Kenya — The Kenya Metrological Department has warned of heavy rainfall across the country from next week, even as the governmen announced that 237 people have been killed by floods since last month.
The Department Director Stella Aura urged the public to heed the government's precautionary measures, particularly for people living in lowland areas or along the river banks.
Areas worst affected are in Rift Valley, Central and along the Coastal strip on the banks of River Tana that has been overflowing, rendering hundreds homeless.
"My appeal is for Kenyans to listen to what the government is advising them to do," she said.
Environment Cabinet Secretary Keriako Tobiko attributed the current flooding crisis to climate change- which has led to a drastic disparity in weather patterns, with water levels in places like Lake Victoria breaking a 56-year record.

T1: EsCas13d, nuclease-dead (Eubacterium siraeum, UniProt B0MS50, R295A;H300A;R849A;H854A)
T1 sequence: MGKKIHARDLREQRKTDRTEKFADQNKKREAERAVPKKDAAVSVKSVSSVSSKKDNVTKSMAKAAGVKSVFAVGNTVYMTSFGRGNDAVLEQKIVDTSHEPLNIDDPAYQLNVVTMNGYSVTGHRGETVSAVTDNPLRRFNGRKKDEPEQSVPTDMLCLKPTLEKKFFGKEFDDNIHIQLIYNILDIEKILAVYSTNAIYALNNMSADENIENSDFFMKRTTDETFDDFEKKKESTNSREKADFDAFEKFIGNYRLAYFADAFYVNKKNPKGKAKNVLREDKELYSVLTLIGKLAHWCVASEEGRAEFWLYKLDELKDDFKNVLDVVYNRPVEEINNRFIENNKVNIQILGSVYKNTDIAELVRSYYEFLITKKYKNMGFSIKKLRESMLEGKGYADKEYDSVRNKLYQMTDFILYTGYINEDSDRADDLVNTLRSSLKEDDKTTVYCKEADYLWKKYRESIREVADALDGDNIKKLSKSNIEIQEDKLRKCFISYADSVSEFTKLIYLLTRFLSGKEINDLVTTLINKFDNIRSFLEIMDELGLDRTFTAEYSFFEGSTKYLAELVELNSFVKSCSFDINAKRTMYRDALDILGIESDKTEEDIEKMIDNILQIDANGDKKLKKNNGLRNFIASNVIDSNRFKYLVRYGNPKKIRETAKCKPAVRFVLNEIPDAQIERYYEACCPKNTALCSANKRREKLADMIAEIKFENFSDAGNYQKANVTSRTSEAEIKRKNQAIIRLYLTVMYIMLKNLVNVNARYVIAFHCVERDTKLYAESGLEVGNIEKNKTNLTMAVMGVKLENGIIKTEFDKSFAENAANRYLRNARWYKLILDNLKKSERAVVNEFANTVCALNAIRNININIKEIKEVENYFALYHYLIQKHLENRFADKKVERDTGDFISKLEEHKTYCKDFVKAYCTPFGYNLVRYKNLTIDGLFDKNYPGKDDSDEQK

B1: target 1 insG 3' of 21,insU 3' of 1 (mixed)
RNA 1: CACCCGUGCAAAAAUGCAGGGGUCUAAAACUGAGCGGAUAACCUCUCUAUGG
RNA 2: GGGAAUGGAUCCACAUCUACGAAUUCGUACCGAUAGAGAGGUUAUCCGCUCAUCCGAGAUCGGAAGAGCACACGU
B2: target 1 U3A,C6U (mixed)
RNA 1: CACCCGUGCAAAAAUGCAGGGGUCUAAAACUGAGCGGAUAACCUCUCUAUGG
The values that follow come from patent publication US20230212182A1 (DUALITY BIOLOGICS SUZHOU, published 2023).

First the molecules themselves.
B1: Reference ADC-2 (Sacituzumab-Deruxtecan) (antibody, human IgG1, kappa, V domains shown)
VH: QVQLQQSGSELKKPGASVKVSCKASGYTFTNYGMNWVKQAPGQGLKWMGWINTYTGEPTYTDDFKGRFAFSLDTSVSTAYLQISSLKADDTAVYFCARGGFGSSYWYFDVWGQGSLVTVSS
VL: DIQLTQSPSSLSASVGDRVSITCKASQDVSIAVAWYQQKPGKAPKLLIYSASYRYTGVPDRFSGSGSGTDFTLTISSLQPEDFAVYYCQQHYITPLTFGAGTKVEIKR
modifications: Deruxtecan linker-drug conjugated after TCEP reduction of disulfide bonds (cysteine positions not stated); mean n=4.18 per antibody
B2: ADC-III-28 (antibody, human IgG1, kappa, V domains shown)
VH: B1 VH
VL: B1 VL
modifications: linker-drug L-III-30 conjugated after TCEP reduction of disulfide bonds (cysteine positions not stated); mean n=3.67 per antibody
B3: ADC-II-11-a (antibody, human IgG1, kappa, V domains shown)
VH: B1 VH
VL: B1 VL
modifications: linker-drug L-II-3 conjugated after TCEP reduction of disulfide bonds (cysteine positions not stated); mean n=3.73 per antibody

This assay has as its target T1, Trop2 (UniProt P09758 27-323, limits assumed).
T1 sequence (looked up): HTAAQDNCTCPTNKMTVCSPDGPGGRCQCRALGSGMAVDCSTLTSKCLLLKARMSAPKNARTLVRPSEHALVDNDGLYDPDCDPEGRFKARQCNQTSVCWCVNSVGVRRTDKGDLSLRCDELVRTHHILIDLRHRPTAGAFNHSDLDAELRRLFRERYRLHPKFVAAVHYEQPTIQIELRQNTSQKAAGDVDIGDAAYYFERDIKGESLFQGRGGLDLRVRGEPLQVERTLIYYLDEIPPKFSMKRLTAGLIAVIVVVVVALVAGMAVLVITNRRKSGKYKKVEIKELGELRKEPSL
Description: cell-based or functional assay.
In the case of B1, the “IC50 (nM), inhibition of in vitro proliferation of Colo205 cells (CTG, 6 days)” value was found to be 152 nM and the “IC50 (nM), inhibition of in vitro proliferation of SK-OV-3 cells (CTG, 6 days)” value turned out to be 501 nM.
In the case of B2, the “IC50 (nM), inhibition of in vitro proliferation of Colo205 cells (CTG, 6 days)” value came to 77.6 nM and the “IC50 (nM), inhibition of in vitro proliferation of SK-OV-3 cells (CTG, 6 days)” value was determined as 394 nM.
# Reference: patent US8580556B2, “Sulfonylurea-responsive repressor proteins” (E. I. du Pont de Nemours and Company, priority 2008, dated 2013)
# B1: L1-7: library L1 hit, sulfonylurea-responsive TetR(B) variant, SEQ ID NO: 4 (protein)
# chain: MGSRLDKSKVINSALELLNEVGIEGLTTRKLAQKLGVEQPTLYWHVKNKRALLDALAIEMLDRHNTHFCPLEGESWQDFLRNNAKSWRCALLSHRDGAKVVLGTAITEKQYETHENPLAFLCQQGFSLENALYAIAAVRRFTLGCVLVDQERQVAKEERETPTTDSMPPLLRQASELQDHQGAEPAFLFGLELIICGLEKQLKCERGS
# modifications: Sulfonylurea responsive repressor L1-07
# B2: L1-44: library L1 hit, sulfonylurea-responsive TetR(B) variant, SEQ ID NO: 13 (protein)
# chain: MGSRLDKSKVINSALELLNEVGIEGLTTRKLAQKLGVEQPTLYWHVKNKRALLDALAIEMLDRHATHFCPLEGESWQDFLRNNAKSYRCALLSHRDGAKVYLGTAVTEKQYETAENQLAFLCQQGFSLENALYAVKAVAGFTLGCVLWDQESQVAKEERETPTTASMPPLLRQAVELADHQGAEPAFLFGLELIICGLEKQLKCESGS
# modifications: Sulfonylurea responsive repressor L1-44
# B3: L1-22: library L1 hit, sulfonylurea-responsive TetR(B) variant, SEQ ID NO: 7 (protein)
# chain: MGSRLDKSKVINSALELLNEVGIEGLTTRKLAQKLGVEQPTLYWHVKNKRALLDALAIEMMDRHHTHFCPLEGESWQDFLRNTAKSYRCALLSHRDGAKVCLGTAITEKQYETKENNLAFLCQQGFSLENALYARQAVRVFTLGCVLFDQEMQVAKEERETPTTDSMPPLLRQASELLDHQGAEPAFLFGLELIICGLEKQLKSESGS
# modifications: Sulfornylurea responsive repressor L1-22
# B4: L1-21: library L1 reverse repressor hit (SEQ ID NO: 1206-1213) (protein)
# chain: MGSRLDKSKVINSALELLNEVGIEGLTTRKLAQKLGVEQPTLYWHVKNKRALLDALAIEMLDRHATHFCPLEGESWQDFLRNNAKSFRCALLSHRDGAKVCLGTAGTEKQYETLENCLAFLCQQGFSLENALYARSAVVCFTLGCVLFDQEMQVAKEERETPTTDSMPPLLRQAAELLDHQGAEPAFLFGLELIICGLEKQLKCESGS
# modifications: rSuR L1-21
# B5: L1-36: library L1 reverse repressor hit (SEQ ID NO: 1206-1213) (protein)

"We take nature and environment quite lightly. Nature is unforgiving," the Cs asserted. "We have cleared off forests from escarpments, hill tops and also from the slopes including grabbing public utility plots, really aggravating the effects and consequences of heavy rainfall as we are witnessing in this country."
According to Devolution Cabinet Secretary Eugene Wamalwa, some 807, 000 Kenyans have been affected by the heavy rains that intensified last month.
Mandera County is the latest region to be hit by the floods after river Dawa broke its banks.
Garissa, Tana River Counties, parts of areas around Lake Naivasha and Victoria have been the worst hit.
"The flooding situation continues to worsen, and we are asking Kenyans to be aware that the areas that are close to the rivers, prone to landslides... are risky areas to be during this period," he said.
"With the rains still going on and our dams filled, we expect more people to be affected," he said.
The rains are expected to subside at the end of June.